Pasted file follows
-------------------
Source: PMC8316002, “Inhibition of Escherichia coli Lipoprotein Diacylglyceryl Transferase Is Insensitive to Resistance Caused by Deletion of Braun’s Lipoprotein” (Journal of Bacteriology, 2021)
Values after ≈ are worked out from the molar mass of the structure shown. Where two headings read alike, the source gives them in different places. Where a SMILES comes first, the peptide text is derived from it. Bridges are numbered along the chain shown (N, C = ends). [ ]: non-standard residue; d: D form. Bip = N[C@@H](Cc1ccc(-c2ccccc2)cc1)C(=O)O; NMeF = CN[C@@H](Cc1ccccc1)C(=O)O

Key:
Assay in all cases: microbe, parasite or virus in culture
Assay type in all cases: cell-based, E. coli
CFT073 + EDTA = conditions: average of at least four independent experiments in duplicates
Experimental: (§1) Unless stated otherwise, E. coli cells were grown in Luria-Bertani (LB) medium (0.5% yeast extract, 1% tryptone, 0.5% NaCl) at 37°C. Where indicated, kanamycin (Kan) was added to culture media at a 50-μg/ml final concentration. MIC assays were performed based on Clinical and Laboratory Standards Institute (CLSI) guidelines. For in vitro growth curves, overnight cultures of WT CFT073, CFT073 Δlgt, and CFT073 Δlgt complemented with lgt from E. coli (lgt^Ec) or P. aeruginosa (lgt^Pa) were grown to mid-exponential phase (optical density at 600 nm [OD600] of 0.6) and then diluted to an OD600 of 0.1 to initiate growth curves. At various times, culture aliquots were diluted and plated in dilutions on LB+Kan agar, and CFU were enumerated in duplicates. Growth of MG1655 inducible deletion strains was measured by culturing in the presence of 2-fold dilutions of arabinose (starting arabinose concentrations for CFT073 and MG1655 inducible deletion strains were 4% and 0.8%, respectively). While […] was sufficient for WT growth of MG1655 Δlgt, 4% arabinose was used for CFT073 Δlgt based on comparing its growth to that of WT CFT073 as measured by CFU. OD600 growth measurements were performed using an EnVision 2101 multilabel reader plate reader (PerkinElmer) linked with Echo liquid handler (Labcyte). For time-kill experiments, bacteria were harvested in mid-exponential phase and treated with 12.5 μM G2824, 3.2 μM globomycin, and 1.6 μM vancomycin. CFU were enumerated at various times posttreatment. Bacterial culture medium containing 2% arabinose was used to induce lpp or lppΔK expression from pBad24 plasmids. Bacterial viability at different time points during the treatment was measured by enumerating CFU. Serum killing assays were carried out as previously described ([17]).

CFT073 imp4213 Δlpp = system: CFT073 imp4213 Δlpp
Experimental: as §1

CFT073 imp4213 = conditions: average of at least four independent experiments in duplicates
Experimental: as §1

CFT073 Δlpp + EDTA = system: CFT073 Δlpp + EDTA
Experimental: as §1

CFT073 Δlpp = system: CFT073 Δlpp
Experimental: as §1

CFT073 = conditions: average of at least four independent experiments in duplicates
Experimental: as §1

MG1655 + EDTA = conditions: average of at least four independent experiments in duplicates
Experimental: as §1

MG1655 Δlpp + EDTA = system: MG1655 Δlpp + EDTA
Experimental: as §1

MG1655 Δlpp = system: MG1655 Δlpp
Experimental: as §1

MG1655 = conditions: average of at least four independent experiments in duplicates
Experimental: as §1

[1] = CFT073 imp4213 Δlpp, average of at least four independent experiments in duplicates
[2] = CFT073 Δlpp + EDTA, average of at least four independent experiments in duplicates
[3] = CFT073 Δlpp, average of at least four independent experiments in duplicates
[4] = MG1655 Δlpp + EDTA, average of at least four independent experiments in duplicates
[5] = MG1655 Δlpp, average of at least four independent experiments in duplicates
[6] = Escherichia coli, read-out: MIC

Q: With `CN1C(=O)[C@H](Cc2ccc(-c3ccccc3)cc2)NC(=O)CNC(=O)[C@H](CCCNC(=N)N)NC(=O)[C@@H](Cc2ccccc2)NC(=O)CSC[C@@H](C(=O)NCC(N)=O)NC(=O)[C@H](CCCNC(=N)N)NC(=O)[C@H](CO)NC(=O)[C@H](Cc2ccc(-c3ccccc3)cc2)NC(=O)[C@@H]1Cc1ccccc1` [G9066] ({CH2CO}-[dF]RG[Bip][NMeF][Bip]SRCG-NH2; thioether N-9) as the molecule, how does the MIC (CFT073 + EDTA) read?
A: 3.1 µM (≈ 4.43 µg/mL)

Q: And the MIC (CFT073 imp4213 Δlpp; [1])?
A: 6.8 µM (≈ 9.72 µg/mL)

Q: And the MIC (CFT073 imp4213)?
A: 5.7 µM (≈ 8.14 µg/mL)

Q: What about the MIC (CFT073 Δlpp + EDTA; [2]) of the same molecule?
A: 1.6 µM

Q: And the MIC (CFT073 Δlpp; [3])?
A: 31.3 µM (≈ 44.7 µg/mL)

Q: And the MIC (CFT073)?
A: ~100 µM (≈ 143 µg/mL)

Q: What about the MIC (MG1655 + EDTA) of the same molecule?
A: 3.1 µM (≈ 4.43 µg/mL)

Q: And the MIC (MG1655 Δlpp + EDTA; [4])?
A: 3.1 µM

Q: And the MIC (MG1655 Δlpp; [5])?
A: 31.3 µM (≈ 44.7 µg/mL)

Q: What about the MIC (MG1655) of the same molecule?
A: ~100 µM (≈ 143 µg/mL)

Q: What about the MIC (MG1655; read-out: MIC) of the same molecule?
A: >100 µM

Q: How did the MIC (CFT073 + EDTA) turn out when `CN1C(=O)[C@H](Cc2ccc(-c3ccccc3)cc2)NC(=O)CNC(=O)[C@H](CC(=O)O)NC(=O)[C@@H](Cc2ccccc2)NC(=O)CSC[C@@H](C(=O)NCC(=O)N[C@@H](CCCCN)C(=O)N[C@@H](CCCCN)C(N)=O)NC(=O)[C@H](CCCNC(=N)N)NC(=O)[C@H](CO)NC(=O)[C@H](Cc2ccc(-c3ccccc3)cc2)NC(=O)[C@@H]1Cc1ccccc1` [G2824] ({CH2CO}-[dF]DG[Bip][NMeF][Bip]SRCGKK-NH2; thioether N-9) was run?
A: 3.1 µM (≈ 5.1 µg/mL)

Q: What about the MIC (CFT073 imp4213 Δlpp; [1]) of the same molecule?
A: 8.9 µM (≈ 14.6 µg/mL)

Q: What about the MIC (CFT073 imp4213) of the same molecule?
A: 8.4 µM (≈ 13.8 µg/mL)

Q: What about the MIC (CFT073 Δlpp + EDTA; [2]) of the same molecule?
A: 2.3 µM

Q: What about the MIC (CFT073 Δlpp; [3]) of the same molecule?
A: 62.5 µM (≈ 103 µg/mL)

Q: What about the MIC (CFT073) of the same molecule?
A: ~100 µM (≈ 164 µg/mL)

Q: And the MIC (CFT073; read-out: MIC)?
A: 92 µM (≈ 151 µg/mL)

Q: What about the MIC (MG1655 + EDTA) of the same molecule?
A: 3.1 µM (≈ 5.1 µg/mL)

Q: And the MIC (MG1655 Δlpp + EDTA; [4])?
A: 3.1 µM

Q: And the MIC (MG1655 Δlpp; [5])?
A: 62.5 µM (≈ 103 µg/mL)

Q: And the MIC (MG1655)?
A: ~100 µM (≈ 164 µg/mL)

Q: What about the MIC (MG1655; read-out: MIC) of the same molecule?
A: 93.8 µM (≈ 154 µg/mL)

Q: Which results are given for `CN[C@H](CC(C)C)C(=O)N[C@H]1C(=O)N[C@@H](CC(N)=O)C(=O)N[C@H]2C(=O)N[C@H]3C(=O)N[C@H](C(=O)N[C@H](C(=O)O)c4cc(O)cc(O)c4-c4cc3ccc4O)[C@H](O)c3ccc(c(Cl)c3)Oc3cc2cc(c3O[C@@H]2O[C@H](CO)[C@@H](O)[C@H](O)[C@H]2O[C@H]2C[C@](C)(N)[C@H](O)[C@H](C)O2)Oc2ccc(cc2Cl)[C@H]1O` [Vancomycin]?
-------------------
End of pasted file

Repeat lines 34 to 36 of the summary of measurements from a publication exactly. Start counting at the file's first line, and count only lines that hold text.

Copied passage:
Q: And the MIC (CFT073 imp4213 Δlpp; [1])?
A: 6.8 µM (≈ 9.72 µg/mL)

Q: And the MIC (CFT073 imp4213)?